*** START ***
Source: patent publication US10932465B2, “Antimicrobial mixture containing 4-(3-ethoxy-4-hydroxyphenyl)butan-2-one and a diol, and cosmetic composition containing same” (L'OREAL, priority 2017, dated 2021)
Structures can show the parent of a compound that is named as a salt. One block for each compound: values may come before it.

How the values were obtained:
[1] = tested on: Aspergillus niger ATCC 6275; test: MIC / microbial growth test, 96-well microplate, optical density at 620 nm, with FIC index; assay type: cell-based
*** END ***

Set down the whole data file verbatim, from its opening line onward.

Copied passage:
Source: patent publication US10932465B2, “Antimicrobial mixture containing 4-(3-ethoxy-4-hydroxyphenyl)butan-2-one and a diol, and cosmetic composition containing same” (L'OREAL, priority 2017, dated 2021)
Structures can show the parent of a compound that is named as a salt. One block for each compound: values may come before it.

How the values were obtained:
[1] = tested on: Aspergillus niger ATCC 6275; test: MIC / microbial growth test, 96-well microplate, optical density at 620 nm, with FIC index; assay type: cell-based